When Lady Bug slept four hours in a row.
When I ran a seven miler with some hill repeats mixed in.
When I hit “send” on my first home birth book newsletter.
When I discovered Sweet Pea “reading” to Lady Bug…
Yeah, it does get easier.
I think I’ve recovered from our cross country road trip. By “recovered” I mean I’ve unpacked, I’ve done the laundry, and Sweet Pea (2.5) and Lady Bug (4 mo.) have stopped thinking that 4:30am is a reasonable time to begin the day. In processing our great adventure, I will share what I’ve learned from the experience:
1) It’s actually really easy to parent when the kids are restrained in five point harnesses. Imagine all the things your kids get into on a normal day… sending random texts from your phone, “organizing” things (this is how a pair of shoes once ended up in our cooler), coloring on themselves, etc. None of this can happen when they are stuck in their seats. I almost can’t believe it’s legal to restrain a kid like that. It seems too good to be true.
2) Those cute songs your toddler sings, the made-up ones whose lyrics you can hardly make out, the ones that sound so sweet in her falsetto voice from behind her door when she’s supposed to be napping? They are not as cute when they are sung repeatedly from the backseat over miles and miles of Nebraska farmland.
3) You can’t drown out the incessant comments and questions of a toddler with a podcast. Terry Gross’s voice sounds nice when it’s at a volume appropriate for interviewing her guests, not interrogating or threatening them. Repeat after me: Podcasts are for naptime. The Beastie Boys at full volume is for waking hours.
4) Snacks are your friend. And by the fifth of seven days of such a trip, it won’t matter if it’s snack time, lunch time, dinner time, or Hammer time. You will pass the snacks with reckless abandon, failing to even mention “the magic word.” I’m no doctor, but if boredom is the diagnosis, snacks are the cure.
5) The grosser the public restroom, the more insistent your toddler will be that she join you in there, that you let her sit on the potty, and hand her a piece of toilet paper, despite the fact that she never actually urinates in the toilet. She will then touch everything with her pudgy little fingers and finally, with the kind of tenderness that would normally warm your heart, press those same tiny fingers to your lips. You will be glad you’re already in the bathroom because you’ll really want to puke.
6) You really do need to talk to your sister daily, despite what your husband might think. He will come to understand that there is no point in trying to prevent this because skipping a day means there will just be more to discuss the next day. He will learn that the only thing worse than listening to your end of the daily chat is listening to both ends via Bluetooth.
7) When you stop in a small, depressed town in Western Pennsylvania for a picnic in a desolate park and you get the distinct feeling that this godforsaken place is overrun by meth heads, and a couple of strangers approach you, they are not trying to sell you drugs. In fact, they just want to offer you the blessings of Jesus Christ on your journey. You will gladly take them because you can use any blessings you can get. (There is no way to know whether you have enough snacks to solve all the problems.)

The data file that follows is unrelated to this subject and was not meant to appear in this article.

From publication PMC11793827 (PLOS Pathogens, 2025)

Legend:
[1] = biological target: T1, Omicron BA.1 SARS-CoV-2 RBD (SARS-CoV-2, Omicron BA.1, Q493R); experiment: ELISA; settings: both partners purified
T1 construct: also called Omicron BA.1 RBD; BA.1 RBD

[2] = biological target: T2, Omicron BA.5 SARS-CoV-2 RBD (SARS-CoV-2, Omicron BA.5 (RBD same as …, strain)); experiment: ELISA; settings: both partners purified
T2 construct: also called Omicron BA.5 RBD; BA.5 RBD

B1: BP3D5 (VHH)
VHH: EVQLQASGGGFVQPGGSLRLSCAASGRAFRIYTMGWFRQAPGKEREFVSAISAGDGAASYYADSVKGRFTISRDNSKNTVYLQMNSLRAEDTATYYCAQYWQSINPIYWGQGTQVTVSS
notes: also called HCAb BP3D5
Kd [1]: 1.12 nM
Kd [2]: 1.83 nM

8) It is possible to drive cross country with a three foot high chicken made of up-cycled oil cans, covered in a tapestry in your mini-van without ever letting your husband (aka The One Who Packs the Van) see said chicken. It is not possible, however, to hold the surprise in until Christmas. Your will is battered and broken by the time you unpack the car at the other end of the journey and you will have no choice but to give him his gift a tad bit early.
9) People might think you and your husband are crazy for taking a cross country road trip with an infant and a toddler. But you know that your husband deserves this dubious honor. He drove out with the toddler, just the two of them, to test the waters of the Epic Family Road Trip while you flew out with the baby at the beginning of the trip.
Have you heard of The Fresh 20? It’s a meal planning resource that we’ve been using for the past few months. Here’s how it works: For a fee ($18 for three months or $54 for the year), The Fresh 20 allows you access to healthy weekly meal plans. You choose your meal plan when you begin your subscription. The options are: Classic, Gluten-Free, Dairy-free, Vegetarian, Kosher, or For One. (We use Classic. I’ve discovered when I am pregnant and/or nursing I am not sensitive to gluten, like I usually am). You log into their website to download your weekly menu and they give you:
-A shopping list
-Instructions for the prep you can do in advance to save time each weeknight.
– Nutrition facts for each meal
– The recipe for each night
The Fresh 20 has not paid me anything for this post, but because I am such a nice person, I thought I would share my experience with this product with you.
1) No thinking required